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NW Fishletter #390, February 4, 2019
 Washington's 'State of Salmon' Report Finds Much Work Is Still Needed
A new report on the status of Endangered Species Act-listed salmon throughout Washington state finds that Snake River fall Chinook and Hood Canal summer chum are approaching recovery goals, while populations of upper Columbia River spring Chinook and Puget Sound Chinook have lost ground.
Meanwhile, five other stocks are making progress towards recovery and six are not.
The State of Salmon in Watersheds 2018 report offers a look at the condition of these 15 threatened or endangered populations--11 of them from the Columbia Basin--the health of the rivers and streams they depend on, and how far plans to recover them have come.
It's been 20 years since Washington passed the Salmon Recovery Act, which created the Salmon Recovery Funding Board. The six citizen groups that followed have developed plans and sought funding for specific projects to aid in salmon and steelhead recovery.
Four of the eight regions examined are in the Columbia Basin, including the upper, middle and lower Columbia River and the Snake River. The others are Hood Canal, Puget Sound, the Washington coast and northeast Washington.
"Reflecting on the past 20 years, we see thousands of people across the state doing good work to right mistakes and improve the plight of salmon," the report's executive summary says. "These efforts have saved some salmon populations from disappearing altogether and reversed or slowed the downward decline of others. . . . But far too many are still not improving. To stop investing in salmon is not an option."
While a tally of the stocks finds eight of the 15 runs are either not making progress or declining, Recreation and Conservation Office spokeswoman Susan Zemek said that overall, this report is more positive than previous reports. "This is a very large, complex and multi-year effort that is underway," she said. "It's not just a simple thing, and it's not going to be done in a couple of years. It's going to take that sustained effort over time to reverse all of the declining stocks."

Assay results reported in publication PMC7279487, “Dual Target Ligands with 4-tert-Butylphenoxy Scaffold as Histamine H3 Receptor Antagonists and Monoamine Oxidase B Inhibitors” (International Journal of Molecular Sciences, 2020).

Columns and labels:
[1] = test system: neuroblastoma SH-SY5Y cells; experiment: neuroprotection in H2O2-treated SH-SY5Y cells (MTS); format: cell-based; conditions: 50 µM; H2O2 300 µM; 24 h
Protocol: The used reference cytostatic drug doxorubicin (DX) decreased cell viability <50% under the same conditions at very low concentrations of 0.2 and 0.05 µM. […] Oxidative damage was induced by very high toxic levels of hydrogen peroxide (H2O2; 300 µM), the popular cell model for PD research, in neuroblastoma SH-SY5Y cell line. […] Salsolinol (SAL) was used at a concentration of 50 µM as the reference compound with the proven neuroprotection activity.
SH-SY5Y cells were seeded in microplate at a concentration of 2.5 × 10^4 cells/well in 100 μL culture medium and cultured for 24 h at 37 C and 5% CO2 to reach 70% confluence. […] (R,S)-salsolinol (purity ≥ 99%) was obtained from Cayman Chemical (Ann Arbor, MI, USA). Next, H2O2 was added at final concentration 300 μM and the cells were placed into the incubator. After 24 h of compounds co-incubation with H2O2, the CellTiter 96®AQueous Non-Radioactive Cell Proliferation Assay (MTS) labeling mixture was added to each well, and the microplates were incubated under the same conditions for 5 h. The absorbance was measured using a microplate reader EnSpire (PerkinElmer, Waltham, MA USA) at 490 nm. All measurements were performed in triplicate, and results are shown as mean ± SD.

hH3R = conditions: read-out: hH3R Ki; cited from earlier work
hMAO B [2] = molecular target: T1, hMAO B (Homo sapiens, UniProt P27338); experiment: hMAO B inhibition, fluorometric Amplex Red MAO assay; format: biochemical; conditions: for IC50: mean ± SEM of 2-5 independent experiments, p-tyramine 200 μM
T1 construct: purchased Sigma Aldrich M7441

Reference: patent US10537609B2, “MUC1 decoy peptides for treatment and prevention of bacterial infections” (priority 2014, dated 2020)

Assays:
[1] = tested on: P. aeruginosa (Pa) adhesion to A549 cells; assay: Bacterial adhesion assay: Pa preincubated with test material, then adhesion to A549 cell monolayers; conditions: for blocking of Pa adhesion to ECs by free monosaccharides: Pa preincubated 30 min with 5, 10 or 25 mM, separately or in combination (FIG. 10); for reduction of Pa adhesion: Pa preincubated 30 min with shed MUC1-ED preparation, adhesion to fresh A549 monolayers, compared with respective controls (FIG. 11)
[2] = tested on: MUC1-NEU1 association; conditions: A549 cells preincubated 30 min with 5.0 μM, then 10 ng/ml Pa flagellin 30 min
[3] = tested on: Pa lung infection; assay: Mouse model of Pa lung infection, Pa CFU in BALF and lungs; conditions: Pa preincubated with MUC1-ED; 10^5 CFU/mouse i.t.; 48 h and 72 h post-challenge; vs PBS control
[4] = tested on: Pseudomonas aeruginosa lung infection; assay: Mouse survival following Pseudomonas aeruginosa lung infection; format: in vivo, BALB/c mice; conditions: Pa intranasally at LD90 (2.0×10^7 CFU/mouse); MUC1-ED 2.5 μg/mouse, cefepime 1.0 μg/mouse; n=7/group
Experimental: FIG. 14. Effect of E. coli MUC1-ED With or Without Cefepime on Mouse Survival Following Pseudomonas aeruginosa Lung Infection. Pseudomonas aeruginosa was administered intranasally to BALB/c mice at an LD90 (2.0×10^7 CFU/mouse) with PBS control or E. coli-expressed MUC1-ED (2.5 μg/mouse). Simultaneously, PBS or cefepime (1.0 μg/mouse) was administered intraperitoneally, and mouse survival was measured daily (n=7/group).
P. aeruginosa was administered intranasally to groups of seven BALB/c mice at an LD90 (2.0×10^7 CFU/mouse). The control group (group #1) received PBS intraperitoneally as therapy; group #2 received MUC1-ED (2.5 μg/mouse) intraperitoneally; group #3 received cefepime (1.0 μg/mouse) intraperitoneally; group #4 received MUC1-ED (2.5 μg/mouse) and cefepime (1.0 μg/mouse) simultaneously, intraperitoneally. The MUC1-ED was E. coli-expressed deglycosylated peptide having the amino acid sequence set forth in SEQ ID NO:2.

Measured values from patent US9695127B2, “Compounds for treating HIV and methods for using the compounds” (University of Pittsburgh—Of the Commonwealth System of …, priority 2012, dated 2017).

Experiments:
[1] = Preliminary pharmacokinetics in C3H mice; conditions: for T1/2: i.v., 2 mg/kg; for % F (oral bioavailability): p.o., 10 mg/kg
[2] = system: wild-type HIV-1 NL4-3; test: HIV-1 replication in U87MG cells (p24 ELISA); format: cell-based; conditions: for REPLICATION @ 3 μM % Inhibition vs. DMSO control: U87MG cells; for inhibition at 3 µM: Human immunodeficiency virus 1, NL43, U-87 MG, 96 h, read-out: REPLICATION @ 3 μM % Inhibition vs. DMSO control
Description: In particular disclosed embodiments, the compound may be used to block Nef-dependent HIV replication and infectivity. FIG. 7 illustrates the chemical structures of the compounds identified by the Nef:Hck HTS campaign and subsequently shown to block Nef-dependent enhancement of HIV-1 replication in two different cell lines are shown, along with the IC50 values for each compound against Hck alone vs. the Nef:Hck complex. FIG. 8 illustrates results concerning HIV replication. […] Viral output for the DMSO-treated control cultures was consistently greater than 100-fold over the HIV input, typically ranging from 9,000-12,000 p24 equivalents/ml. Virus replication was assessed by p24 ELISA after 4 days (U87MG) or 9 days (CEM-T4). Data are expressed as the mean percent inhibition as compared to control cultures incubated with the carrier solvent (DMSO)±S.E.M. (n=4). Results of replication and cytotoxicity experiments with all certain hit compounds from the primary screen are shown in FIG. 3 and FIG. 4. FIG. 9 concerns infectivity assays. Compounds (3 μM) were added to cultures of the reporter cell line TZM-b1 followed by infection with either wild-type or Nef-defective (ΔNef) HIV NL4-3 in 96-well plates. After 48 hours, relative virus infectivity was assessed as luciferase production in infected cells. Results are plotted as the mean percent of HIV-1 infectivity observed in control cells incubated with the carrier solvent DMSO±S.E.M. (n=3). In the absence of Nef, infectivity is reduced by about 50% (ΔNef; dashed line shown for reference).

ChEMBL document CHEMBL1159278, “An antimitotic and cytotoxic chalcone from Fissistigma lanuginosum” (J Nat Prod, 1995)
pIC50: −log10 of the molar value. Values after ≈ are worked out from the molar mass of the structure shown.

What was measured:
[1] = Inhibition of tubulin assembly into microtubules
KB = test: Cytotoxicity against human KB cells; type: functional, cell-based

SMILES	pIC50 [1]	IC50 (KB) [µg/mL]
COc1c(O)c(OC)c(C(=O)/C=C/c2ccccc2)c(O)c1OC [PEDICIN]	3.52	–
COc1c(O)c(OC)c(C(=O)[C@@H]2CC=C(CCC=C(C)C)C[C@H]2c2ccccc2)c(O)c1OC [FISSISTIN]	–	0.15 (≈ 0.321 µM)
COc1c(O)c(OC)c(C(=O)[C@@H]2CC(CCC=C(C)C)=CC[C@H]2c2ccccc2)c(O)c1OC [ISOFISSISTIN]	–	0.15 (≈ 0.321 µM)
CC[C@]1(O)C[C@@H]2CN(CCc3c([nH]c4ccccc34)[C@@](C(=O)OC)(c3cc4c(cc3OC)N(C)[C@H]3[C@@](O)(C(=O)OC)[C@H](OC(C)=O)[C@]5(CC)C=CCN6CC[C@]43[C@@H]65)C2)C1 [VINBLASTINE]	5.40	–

The report suggests that substantially more funds are needed to fully implement recovery plans to save salmon and steelhead. It points to a study finding that the statewide need for habitat-related capital projects from 2010 through 2019 was $4.7 billion, based on funding requests from six salmon recovery regions.
Zemek said that state funds--intended to make up the bulk of the funding for the regional recovery plans--only provided about 16 percent of that need, or $770 million. However, she added, grants and funds from other sources, including the Bonneville Power Administration, are not included in the amount spent. In December, the Salmon Recovery Funding Board awarded nearly $18 million in grants to projects across the state--75 percent of them aimed at benefiting Chinook salmon which could also help southern resident orcas.
The report points to shoreline development and population growth as a major reason why more progress hasn't been made. The state's population has grown by 1.6 million people in the last 20 years, leading to significant habitat losses. Other reasons given for the lack of progress include climate change, predators and invasive species, and fish passage barriers.
"Progress in some sectors, such as hatcheries, harvest, and near-shore restoration, are being offset with challenges in other sectors such as general habitat loss, disease, predation and invasive species. In addition, warming oceans, changing stream environments, shifting food webs and other issues associated with climate change are playing a greater role," the executive summary said.
According to the report, the status of only one Columbia Basin population is getting worse--the upper Columbia River spring Chinook. It's also the only run listed under the Endangered Species Act as endangered in Washington, although Idaho's Snake River sockeye are also endangered. According to the report, the upper Columbia has seen major declines in salmon runs "due to poor ocean conditions and poor habitat conditions caused by drought and fire."